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Chronicle of the NonPop Revolution


 
The Essay
Show #327
Smackover
David Gunn

On a Thursday in late August, Ruby Primavera was driving her 1979 Ford Mercator through the rural hollows of south central Arkansas when she glanced up and saw a hole in the sky. She slammed on the brakes, pulled over to the side of the road, got out of the car, and stared. It was an even more awesome sight without a tinted windshield to lessen the brilliance. The hole was donut-shaped and seemed to pulsate. The ring that surrounded the hole was a dazzling yellow, as bright as the sun, and she had to shield her eyes to look at it. But where the ring was blazingly radiant, the hole was just as dark, tenebrous, disquieting. Ruby estimated it to be 150 meters in diameter, 5,200 feet above the ground, and entirely inappropriate for this part of Arkansas. A road sign directly in front of her read "Welcome to Smackover, Population 2,722." The air around her was unsettlingly inert, and then Ruby noticed that the upper layer was being slowly sucked up towards the hole. There was no sound as it moved, no wind; it just ... disappeared into the hole.

But there was a sound--now gone. Ruby pricked her ears, listened intently. There it was again, a kind of gnawing noise, as if a flock of deranged sheep was worrying an Aeolian harp. Using the vertices of her car and the road sign, she was able to triangulate the sound's location: 808 Main Street, Smackover. She got back in her car, tried to ignore the atmospheric funhouse overhead, and drove into town. Main Street was the first intersection. Ruby stopped the car and listened. The gnawing noise--or noises; she could discern two, maybe three different acoustic events--was clearly coming from the building on the left. A sign above the front door read "Wharton Opera House." The gnawing noise had recontextualized into the col legno bowings of a string quartet, but most disturbing of all was that the hole in the sky was directly overhead and seemed to react to the sounds of the music nearly a mile beneath it.

Ruby walked up to the house accompanied by a sense of foreboding. A uniformed woman opened the door and admitted her, but made the foreboding stay outside. Ruby was ushered into the back of a large room packed with people watching a string quartet on a dais at the front. Upon closer scrutiny, she wasn't sure it was a string quartet after all. True, there were four stringed instruments, but they didn't seem quite normal. The cello, for example, looked like it belonged in the middle of a public square in an Italian town, though Ruby couldnít explain why. The demeanor of the other three instruments, too, was visibly different from the norm: little wisps of steam arose from the strings where the bows touched them. She tapped the shoulder of a man seated in the last row. To her relief, he was the music critic for the "Smackover Sentinel," and he was as eager to explain current events as he understood them as she was to listen. Yes, this was "Verasmock," the resident string quartet, and yes, the instruments were not your typical J.C. Penney Music Dept. fiddles. The composer of the piece being performed had stipulated modified string instruments, and "Verasmock" had responded with a cello d'piazza, an articulated Posner violina, an alto violetta and a time violin. Add the surreal landscape of the composition to the combination of these typically contentious instruments, and itís no wonder that the fiddles were smoking. The term that the critic used was "sizzlin'," but not in a pejorative sense, for he quite liked the chemical reaction that was taking place, both on stage and in the audience, whose emotional fabric seemed to shred the more the players dug into their gut strings. However, they all might've changed their tune had they only looked outside. The vapor emanating from the instruments was really a miasma of greenhouse gases, and they did not sizzle in a friendly way. The moment they snaked through the overhead vent and cleared the roof of the Opera House, they made a beeline for the hole in the sky. And made it bigger, darker, more disquieting. And these weren't your typical greenhouse gases, either. Carbon tetrachloride, nitroglycerin, sodium pentothal, sulfur bacterium--sure, they were all there, but so were trace amounts of astatine, protactinium and Tang.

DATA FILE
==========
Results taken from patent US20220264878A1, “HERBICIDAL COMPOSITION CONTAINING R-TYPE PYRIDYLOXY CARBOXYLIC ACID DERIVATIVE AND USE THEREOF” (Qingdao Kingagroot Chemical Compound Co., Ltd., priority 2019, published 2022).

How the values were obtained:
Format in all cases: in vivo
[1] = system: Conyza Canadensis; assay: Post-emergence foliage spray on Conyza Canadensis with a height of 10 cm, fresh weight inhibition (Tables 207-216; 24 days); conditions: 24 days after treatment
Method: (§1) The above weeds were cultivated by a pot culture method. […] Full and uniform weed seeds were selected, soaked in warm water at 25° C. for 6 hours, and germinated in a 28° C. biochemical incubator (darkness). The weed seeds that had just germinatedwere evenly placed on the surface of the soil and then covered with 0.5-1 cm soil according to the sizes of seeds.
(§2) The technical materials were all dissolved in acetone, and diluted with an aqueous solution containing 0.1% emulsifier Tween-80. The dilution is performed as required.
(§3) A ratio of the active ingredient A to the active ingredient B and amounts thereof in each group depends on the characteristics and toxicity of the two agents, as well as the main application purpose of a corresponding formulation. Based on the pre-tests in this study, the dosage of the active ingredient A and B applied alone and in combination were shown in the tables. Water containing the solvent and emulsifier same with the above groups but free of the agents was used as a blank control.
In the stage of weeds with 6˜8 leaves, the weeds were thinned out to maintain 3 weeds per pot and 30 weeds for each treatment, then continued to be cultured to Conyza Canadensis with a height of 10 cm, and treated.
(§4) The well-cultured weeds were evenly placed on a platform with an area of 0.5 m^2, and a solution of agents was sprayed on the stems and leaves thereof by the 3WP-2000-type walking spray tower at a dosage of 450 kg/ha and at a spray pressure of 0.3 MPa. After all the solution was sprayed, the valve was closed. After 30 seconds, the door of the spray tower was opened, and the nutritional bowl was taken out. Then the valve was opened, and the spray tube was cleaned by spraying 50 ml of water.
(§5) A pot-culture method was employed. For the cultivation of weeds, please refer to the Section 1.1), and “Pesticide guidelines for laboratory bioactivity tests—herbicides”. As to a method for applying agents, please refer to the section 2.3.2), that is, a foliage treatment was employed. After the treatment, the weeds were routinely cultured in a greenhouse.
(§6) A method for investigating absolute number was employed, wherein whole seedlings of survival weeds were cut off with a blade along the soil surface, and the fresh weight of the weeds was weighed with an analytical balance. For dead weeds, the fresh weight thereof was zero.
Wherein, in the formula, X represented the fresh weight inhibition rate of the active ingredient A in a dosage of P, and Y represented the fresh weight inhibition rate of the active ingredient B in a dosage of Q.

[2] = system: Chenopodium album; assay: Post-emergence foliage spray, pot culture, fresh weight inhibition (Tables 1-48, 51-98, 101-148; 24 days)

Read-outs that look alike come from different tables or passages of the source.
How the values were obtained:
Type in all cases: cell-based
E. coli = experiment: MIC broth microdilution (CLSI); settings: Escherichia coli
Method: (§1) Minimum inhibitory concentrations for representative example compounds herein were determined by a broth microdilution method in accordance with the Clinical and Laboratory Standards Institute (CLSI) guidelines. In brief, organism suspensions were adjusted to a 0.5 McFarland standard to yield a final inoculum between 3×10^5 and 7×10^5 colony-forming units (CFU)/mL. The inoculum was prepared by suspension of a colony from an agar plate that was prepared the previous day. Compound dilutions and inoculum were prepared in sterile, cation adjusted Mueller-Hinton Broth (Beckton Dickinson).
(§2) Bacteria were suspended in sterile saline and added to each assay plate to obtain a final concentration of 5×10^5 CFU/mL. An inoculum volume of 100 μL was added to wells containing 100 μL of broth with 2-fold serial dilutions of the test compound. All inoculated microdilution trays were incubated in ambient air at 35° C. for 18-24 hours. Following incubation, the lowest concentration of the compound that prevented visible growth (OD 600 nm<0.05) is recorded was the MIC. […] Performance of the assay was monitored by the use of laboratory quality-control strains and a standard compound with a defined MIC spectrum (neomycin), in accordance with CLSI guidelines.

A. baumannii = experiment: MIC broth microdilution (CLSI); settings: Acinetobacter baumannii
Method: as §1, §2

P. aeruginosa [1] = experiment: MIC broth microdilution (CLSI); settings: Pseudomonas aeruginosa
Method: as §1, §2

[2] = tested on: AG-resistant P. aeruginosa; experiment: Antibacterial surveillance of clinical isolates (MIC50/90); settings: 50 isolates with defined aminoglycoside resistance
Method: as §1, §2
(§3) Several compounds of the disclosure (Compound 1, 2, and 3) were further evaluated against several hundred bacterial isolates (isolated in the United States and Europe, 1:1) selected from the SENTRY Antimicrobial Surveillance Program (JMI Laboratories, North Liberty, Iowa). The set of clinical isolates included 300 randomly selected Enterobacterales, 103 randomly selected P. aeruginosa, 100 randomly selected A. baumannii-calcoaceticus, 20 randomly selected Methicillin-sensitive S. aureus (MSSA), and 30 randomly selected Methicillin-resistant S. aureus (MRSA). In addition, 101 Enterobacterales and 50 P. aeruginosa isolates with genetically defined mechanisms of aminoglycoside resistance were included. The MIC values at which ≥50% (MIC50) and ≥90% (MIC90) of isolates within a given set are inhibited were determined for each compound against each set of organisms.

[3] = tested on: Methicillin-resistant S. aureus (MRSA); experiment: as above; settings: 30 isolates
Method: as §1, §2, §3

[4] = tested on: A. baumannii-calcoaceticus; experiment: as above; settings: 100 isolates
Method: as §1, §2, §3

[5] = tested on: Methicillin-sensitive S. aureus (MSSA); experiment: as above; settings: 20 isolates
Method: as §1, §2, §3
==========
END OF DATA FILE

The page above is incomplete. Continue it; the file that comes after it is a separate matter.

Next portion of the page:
Ruby, who represented the weakest of links between that story of the house on the hill and this smoking string quartet, decided to sever the tie. Slipping away from the critic, who continued to prattle to no one in particular, she raced to the front of the room, grabbed the music from the startled players and, in the confusion which ensued, dashed out the door whence she'd entered. Foreboding was waiting by the car and got in with her as she sped off. The notes on the pages of music were evanescing and wafting up to the hole in the sky as she drove. Impulsively, she pulled over, snatched the music from Foreboding's lap, and scrawled a series of C major triads all over the time violin's part. At once, space-time simultaneously contracted and dilated; the music, Foreboding and the hole in the sky all vanished; and Smackover, Arkansas lost its bid as "biggest community to accommodate an anomalous atmospheric event" in the Guinness Book of World Records.

On the other hand, you'll find plenty of world records here on this 327th episode of Kalvos & Damian's New Music Bazaar, and here to spin the first of many is the show's own impulsively foreboding Kalvos.